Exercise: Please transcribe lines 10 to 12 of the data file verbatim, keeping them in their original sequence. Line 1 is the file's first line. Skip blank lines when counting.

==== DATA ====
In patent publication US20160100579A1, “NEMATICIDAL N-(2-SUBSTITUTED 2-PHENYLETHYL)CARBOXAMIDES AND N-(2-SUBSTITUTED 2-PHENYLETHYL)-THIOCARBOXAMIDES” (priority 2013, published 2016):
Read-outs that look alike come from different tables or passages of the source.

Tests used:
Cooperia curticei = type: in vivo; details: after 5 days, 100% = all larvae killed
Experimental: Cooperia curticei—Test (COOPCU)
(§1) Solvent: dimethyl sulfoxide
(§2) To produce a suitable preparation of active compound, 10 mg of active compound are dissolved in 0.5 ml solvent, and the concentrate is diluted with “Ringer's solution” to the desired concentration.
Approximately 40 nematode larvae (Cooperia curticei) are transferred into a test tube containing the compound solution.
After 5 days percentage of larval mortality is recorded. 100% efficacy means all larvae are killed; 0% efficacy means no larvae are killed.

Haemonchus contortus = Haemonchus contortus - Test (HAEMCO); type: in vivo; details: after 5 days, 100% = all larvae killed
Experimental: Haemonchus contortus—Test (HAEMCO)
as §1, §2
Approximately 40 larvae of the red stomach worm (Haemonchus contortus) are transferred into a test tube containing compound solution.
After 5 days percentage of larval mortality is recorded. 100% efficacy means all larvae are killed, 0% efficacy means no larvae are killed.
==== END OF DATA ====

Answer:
Haemonchus contortus = Haemonchus contortus - Test (HAEMCO); type: in vivo; details: after 5 days, 100% = all larvae killed
Experimental: Haemonchus contortus—Test (HAEMCO)
as §1, §2